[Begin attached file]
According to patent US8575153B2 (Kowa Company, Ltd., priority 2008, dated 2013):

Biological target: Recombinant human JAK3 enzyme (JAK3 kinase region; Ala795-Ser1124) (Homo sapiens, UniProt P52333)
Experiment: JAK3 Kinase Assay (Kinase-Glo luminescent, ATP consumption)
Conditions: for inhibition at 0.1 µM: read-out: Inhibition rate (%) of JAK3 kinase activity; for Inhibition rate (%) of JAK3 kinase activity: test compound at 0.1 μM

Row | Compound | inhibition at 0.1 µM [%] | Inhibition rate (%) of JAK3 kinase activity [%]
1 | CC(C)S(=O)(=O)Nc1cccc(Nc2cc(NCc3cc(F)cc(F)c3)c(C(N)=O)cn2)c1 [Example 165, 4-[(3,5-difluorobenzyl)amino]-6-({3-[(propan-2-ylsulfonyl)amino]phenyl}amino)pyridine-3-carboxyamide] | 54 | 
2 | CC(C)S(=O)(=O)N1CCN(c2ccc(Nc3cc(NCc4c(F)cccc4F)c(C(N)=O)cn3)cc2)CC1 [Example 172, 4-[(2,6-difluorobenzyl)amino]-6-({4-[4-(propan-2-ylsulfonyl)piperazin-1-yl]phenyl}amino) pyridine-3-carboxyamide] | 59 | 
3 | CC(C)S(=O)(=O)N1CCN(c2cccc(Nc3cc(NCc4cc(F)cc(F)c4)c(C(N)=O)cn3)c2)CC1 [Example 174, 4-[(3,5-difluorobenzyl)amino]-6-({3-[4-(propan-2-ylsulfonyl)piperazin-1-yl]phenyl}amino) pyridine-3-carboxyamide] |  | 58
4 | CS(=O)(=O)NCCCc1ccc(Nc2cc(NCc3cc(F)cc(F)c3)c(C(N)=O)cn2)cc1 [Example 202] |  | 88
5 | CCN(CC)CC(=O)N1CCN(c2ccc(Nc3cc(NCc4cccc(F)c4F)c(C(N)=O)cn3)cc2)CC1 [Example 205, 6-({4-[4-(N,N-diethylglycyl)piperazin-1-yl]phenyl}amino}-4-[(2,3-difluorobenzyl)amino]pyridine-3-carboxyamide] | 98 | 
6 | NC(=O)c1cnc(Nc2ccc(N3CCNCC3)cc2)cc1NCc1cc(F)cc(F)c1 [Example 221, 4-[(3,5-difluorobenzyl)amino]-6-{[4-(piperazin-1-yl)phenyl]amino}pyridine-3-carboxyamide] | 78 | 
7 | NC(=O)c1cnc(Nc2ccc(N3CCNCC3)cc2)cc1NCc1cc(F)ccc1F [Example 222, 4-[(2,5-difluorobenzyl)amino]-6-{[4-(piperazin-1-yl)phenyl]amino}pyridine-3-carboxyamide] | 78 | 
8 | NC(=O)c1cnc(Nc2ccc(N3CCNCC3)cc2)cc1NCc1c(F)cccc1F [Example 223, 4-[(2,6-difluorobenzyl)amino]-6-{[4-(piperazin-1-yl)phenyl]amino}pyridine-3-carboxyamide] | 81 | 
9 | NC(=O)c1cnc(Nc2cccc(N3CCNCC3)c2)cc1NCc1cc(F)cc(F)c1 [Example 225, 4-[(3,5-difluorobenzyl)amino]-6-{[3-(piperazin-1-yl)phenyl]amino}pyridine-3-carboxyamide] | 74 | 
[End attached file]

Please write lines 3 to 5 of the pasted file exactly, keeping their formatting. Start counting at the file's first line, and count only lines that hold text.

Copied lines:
Experiment: JAK3 Kinase Assay (Kinase-Glo luminescent, ATP consumption)
Conditions: for inhibition at 0.1 µM: read-out: Inhibition rate (%) of JAK3 kinase activity; for Inhibition rate (%) of JAK3 kinase activity: test compound at 0.1 μM

Row | Compound | inhibition at 0.1 µM [%] | Inhibition rate (%) of JAK3 kinase activity [%]